Over the years, we've refined our approach to cover a wide range of topics, providing readers with reliable and practical advice to enhance their knowledge and skills. That's why millions of readers turn to us each year. Join us in celebrating the joy of learning, guided by standards you can trust.

Editorial Standards

At WiseGeek, we are committed to creating content that you can trust. Our editorial process is designed to ensure that every piece of content we publish is accurate, reliable, and informative.

Our team of experienced writers and editors follows a strict set of guidelines to ensure the highest quality content. We conduct thorough research, fact-check all information, and rely on credible sources to back up our claims. Our content is reviewed by subject-matter experts to ensure accuracy and clarity.

We believe in transparency and maintain editorial independence from our advertisers. Our team does not receive direct compensation from advertisers, allowing us to create unbiased content that prioritizes your interests.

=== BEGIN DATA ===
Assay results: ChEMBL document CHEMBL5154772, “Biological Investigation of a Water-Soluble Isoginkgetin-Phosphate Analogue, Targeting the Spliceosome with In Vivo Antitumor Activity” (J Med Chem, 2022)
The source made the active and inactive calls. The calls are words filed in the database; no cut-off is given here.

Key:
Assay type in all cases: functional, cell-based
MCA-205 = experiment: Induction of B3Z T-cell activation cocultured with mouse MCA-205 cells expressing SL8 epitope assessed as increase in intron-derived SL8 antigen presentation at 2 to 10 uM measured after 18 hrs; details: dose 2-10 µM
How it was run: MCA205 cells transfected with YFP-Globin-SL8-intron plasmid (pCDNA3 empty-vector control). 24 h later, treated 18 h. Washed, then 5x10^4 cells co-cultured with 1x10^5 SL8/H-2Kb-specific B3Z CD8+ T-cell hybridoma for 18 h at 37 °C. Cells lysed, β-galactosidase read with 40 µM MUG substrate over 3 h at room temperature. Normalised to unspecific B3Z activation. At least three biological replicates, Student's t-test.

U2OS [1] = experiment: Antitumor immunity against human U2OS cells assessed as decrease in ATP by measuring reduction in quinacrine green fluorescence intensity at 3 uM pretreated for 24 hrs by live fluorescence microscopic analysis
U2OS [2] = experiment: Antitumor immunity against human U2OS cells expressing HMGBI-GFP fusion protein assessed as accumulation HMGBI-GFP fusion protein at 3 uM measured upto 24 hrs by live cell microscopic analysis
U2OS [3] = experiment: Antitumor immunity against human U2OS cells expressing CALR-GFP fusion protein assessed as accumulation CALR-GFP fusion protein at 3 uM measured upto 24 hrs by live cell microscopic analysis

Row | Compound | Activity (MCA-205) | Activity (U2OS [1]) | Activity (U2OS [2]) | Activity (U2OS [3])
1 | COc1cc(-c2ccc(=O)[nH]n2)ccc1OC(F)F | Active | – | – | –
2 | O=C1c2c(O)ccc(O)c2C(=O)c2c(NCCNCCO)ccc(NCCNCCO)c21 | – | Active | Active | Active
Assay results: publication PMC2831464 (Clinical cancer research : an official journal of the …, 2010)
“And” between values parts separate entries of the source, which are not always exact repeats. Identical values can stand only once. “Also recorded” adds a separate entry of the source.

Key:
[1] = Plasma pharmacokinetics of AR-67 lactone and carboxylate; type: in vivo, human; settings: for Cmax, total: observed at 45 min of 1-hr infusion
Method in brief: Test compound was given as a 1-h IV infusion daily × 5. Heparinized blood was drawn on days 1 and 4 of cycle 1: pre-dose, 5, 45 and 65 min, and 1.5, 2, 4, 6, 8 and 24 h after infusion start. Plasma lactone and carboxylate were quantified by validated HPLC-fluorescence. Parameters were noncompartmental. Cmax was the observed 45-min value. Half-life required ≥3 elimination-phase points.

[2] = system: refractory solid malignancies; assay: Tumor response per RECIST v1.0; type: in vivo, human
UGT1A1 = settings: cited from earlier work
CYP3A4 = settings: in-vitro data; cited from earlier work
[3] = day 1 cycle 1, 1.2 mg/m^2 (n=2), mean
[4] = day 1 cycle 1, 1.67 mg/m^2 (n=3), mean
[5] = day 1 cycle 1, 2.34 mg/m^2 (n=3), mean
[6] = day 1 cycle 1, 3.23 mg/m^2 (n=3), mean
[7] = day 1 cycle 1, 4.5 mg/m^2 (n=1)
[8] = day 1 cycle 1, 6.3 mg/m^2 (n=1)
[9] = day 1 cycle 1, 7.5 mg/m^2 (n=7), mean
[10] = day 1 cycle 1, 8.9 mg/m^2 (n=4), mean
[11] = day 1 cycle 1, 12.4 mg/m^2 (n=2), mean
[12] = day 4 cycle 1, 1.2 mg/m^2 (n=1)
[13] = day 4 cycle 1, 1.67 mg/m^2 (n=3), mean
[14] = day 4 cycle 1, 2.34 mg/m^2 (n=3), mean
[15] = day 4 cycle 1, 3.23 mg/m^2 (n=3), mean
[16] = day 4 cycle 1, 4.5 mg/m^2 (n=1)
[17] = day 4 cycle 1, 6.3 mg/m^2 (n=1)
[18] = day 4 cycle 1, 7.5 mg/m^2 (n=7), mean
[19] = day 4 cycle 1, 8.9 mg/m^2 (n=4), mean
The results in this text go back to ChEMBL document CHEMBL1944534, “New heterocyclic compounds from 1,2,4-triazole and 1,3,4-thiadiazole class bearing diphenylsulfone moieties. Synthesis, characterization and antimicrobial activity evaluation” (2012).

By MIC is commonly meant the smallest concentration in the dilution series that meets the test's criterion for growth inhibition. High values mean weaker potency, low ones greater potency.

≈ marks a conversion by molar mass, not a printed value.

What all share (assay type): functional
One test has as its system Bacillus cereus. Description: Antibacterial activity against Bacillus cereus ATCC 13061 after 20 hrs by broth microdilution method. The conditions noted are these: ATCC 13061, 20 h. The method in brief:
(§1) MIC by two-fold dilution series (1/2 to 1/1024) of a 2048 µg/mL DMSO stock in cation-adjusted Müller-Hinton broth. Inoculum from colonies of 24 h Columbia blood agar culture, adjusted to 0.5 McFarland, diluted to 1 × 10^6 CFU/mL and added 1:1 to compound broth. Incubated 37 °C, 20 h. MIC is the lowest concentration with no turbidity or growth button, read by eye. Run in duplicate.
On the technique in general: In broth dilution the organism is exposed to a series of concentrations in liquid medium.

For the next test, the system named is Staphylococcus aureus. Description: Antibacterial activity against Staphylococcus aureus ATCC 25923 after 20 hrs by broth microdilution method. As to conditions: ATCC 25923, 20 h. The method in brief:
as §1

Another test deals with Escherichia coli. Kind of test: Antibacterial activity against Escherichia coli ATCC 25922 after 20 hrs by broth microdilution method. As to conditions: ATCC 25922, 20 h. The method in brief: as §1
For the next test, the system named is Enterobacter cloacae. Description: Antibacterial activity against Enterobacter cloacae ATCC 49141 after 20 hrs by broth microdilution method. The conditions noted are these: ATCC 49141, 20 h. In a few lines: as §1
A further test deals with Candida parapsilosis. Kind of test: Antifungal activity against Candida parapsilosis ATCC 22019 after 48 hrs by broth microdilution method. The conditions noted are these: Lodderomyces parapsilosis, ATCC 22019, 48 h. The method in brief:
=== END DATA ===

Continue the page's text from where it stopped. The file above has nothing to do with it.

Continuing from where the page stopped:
In general, laughing gas is an optional analgesic available in most dental offices. Numerous common procedures can be performed without it. In fact, some dentists choose not to equip their offices with the popular anesthetic at all. Many patients do prefer to use it, though, because of its calming — yet euphoric — effect and its pain-relieving qualities. It can be administered alone or in conjunction with Novocaine®, a localized numbing agent given to the patient in the form of an injection near the procedure site.

Laughing gas, or nitrous oxide, is commonly used in dentistry, as well as some other non-dental medical procedures. When patients request it, a small rubbery mask is placed over the patient’s nose, which is connected to a machine that releases a mixture of nitrous oxide and oxygen. When the person breathes through his or her nose, the sweet-smelling gas quickly produces a calming effect and pain relief. Some people even fall asleep during procedures when laughing gas is used, but most remain awake — albeit tranquil.